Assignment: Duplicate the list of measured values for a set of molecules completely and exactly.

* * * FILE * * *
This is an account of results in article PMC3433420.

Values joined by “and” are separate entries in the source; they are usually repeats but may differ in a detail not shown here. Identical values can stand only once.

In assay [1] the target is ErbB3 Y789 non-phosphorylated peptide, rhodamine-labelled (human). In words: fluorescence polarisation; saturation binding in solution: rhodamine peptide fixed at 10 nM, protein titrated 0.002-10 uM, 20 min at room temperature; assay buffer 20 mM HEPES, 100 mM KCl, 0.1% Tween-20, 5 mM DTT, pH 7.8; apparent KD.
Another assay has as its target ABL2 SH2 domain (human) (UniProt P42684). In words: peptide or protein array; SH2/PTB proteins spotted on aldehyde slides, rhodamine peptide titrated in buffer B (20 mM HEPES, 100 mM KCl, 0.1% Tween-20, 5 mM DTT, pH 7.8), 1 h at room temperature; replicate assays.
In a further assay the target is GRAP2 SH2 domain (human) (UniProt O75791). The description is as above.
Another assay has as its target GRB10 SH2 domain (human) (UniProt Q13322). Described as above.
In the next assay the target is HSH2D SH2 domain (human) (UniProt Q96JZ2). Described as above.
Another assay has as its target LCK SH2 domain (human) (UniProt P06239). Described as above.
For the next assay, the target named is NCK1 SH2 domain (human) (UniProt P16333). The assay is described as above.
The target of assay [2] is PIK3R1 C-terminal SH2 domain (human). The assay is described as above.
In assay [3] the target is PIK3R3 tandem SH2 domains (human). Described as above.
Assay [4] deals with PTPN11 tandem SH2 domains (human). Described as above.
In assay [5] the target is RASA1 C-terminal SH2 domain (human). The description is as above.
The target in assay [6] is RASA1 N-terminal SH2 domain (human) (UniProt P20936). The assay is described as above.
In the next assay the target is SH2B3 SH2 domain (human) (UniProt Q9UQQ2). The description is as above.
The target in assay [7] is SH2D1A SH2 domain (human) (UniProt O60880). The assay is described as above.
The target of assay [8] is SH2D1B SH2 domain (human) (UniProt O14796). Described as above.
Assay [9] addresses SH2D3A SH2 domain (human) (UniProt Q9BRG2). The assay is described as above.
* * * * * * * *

This is an account of results in article PMC3433420.

Values joined by “and” are separate entries in the source; they are usually repeats but may differ in a detail not shown here. Identical values can stand only once.

In assay [1] the target is ErbB3 Y789 non-phosphorylated peptide, rhodamine-labelled (human). In words: fluorescence polarisation; saturation binding in solution: rhodamine peptide fixed at 10 nM, protein titrated 0.002-10 uM, 20 min at room temperature; assay buffer 20 mM HEPES, 100 mM KCl, 0.1% Tween-20, 5 mM DTT, pH 7.8; apparent KD.
Another assay has as its target ABL2 SH2 domain (human) (UniProt P42684). In words: peptide or protein array; SH2/PTB proteins spotted on aldehyde slides, rhodamine peptide titrated in buffer B (20 mM HEPES, 100 mM KCl, 0.1% Tween-20, 5 mM DTT, pH 7.8), 1 h at room temperature; replicate assays.
In a further assay the target is GRAP2 SH2 domain (human) (UniProt O75791). The description is as above.
Another assay has as its target GRB10 SH2 domain (human) (UniProt Q13322). Described as above.
In the next assay the target is HSH2D SH2 domain (human) (UniProt Q96JZ2). Described as above.
Another assay has as its target LCK SH2 domain (human) (UniProt P06239). Described as above.
For the next assay, the target named is NCK1 SH2 domain (human) (UniProt P16333). The assay is described as above.
The target of assay [2] is PIK3R1 C-terminal SH2 domain (human). The assay is described as above.
In assay [3] the target is PIK3R3 tandem SH2 domains (human). Described as above.
Assay [4] deals with PTPN11 tandem SH2 domains (human). Described as above.
In assay [5] the target is RASA1 C-terminal SH2 domain (human). The description is as above.
The target in assay [6] is RASA1 N-terminal SH2 domain (human) (UniProt P20936). The assay is described as above.
In the next assay the target is SH2B3 SH2 domain (human) (UniProt Q9UQQ2). The description is as above.
The target in assay [7] is SH2D1A SH2 domain (human) (UniProt O60880). The assay is described as above.
The target of assay [8] is SH2D1B SH2 domain (human) (UniProt O14796). Described as above.
Assay [9] addresses SH2D3A SH2 domain (human) (UniProt Q9BRG2). The assay is described as above.